“Level-3” (L3) is the most advanced certification level that an amateur rocketeer can achieve from the Tripoli Rocketry Association (TRA: https://www.tripoliwisconsin.org/), or from the National Association of Rocketry (NAR: https://www.nar.org/). Only those rocketeers possessing L3 certification are authorized to fly the largest classes of motors.
Rocket motors are broadly categorized by the total energy produced (https://en.wikipedia.org/wiki/Model_rocket_motor_classification). From least to most powerful, the rocket motor categories, and their motor designations are:
• Low-Power or “Model” (A, B, C, and D motors);
• Mid-Power (E, F, and most G motors);
• High-Power, Level-1 (some G motors, and H and I motors);
• High-Power, Level-2 (J, K, and L motors); and
• High-Power, Level-3 (M and larger motors).
The alphabetical designation (A, B, C, etc.) of a motor indicates its total energy. Rocket motors in category “A” produce the least total energy. The total energy produced by a rocket motor doubles with each alphabetical designation.
• a B motor is twice as powerful as an A motor;
• a C motor is twice as powerful as a B motor, and a C motor is 2 x 2 = 4 times more powerful than an A motor;
• a D motor is twice as powerful as a C motor, 4 times more powerful than a B motor, 8 times more powerful than an A motor; and so on.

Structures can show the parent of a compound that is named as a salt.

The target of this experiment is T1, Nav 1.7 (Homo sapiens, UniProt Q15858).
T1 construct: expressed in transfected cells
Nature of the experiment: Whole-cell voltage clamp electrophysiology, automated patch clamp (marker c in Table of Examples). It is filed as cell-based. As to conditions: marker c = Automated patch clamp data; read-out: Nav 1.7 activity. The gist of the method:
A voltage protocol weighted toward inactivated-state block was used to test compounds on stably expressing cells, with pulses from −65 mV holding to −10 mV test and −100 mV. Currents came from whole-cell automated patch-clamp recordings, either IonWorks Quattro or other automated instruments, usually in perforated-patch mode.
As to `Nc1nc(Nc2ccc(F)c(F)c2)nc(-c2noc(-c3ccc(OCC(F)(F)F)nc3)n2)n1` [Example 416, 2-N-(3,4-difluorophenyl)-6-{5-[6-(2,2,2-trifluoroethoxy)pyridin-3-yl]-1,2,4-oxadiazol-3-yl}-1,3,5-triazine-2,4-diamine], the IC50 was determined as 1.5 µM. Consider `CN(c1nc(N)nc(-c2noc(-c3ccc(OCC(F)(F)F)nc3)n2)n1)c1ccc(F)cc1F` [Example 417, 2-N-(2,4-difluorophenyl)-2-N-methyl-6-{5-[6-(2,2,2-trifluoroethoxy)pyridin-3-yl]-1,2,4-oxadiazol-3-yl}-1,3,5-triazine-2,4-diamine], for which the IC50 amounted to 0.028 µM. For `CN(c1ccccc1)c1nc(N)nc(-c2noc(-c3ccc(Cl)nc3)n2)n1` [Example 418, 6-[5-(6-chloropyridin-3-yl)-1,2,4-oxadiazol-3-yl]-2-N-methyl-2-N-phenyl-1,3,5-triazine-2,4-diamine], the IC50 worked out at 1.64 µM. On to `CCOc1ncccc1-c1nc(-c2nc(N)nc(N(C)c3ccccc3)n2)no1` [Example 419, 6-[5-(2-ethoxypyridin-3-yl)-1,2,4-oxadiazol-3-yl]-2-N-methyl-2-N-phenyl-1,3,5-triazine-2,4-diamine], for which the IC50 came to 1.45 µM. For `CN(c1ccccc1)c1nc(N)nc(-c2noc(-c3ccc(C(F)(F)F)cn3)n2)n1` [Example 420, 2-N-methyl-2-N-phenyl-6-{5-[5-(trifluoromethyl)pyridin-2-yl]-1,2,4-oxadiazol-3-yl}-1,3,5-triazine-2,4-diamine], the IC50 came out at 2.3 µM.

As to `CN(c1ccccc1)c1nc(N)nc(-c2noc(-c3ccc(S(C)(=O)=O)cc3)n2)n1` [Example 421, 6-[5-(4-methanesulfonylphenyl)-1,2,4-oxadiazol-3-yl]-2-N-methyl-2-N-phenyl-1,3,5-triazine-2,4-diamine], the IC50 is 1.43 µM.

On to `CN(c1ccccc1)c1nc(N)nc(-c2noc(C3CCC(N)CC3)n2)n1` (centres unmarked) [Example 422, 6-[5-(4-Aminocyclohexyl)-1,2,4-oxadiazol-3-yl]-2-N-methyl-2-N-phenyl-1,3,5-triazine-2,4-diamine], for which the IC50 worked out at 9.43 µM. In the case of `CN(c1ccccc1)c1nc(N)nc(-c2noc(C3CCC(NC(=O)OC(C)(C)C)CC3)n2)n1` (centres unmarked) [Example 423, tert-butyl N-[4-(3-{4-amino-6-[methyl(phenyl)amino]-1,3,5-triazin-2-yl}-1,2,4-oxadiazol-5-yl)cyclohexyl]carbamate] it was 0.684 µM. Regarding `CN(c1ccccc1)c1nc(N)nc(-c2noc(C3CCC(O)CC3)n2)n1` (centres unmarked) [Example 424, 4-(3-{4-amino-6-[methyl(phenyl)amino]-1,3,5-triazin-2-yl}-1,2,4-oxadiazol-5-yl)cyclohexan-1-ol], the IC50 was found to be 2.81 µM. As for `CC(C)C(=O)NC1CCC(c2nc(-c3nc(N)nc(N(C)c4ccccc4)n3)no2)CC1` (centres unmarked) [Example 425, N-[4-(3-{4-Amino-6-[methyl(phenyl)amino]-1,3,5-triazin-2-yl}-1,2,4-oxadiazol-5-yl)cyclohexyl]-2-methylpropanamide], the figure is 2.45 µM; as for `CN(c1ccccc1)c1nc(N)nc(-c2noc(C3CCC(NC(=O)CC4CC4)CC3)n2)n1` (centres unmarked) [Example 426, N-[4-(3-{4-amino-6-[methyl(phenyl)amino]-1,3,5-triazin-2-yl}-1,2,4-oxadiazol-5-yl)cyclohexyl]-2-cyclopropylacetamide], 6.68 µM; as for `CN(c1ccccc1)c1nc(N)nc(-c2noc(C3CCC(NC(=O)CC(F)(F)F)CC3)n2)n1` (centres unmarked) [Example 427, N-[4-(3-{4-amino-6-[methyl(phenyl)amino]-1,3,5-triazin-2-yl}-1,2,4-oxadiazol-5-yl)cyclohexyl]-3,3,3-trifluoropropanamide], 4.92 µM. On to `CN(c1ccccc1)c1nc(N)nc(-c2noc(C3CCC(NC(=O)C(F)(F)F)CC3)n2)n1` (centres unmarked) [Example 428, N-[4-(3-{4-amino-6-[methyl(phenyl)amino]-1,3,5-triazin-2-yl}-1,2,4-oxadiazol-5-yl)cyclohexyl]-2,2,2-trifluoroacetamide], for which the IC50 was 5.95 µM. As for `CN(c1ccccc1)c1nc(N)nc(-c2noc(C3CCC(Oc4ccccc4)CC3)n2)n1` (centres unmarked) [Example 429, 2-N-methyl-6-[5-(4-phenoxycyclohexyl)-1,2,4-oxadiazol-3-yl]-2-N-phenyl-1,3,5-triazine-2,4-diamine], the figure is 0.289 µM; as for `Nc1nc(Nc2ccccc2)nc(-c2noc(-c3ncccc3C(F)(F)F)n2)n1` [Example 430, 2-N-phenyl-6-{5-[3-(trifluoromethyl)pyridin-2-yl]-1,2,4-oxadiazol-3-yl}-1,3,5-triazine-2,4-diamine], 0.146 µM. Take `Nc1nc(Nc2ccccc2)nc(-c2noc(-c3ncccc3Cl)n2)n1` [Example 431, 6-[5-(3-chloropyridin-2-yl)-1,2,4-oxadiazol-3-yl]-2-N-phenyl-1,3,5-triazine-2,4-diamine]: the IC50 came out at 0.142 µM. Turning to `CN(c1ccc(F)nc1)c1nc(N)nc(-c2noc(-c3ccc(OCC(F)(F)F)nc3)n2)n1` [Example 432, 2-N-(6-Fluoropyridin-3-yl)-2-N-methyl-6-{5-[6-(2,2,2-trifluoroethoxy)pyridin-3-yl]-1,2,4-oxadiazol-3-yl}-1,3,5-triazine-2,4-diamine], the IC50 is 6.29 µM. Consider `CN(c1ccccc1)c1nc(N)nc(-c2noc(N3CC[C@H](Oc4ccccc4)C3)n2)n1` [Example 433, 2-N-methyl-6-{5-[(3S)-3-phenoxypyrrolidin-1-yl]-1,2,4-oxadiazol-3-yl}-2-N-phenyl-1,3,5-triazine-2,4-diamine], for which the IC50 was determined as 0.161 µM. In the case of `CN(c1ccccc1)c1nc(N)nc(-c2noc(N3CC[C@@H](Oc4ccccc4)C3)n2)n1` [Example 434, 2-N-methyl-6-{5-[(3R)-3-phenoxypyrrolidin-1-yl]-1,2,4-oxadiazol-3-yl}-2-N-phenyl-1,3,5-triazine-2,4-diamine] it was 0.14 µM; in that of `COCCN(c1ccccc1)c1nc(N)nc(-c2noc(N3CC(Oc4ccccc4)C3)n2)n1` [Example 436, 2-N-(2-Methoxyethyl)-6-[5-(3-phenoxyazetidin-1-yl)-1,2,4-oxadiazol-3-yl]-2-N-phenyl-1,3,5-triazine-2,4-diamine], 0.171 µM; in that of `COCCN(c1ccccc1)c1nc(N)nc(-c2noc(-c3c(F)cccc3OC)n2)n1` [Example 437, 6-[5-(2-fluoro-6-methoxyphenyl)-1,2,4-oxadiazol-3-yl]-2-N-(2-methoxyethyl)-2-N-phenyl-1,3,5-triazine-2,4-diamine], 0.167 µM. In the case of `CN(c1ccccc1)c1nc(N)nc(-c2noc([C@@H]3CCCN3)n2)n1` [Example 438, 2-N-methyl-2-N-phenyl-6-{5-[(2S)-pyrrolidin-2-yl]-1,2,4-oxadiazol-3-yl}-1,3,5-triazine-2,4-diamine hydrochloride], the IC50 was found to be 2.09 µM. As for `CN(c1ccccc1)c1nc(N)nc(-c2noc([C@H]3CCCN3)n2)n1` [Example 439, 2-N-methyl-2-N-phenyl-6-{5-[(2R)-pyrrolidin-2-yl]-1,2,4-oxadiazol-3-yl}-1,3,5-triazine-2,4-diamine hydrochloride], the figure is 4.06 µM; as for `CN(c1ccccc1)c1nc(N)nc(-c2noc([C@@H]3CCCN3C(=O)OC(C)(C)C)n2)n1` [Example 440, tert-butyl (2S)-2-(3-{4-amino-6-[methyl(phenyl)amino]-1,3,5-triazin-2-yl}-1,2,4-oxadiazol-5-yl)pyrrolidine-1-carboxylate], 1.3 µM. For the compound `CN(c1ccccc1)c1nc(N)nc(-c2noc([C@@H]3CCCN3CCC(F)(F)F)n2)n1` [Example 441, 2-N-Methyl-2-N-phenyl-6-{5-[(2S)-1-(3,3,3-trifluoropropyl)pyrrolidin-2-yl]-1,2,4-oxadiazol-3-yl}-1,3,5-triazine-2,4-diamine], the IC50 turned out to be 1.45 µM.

Legally (punitive and insurance aspects), in order to fly rockets on Level-1 (L1) motors the flier must be L1 certified. I was certified L1 by TRA.
In TRA, after an L1 candidate has constructed a presumably L1-capable rocket, L1 certification first requires passing a two-part multiple-choice exam evaluating high-power rocketry technical (theory, methods) and regulatory (statutes, insurance) knowledge. This test is taken at the rocket field, and it must be passed for the L1 certification process to continue.
The candidate next presents the L1 rocket to the range safety officer (RSO) for safety evaluation. Completing this station the candidate advances to the launch pad manager who assigns the rocket to a specific launch pad.
At the pad a launch pad official assists the candidate in loading the rocket on the launch rail, and setting the preferred orientation of the launch rail for flight. The candidate then turns on electronics which control drogue and main parachute deployment and confirms they are performing nominally; inserts an initiator into the motor nozzle; attaches launch system leads to the initiator; and assesses electrical continuity. The rocket is now ready for flight and the candidate retreats to the flight line.
The launch control officer then takes control: the first rocket in the rotation is described; the field and sky are checked to make sure it is safe to fly; and the rocket is counted down and launched. Once nominal status of the rocket under parachute is established, the next rocket launch waiting in the que is initiated.
The rocket must be recovered by the candidate and returned to a Tripoli Advisory Panel (TAP) rocketeer at the launch, who will inspect for damage.
This L1 certification procedure assesses if the candidate demonstrates the minimum quintessential rocketry requirements—the knowledge and skills required to build, and safely fly and recover rockets which fly L1 motors.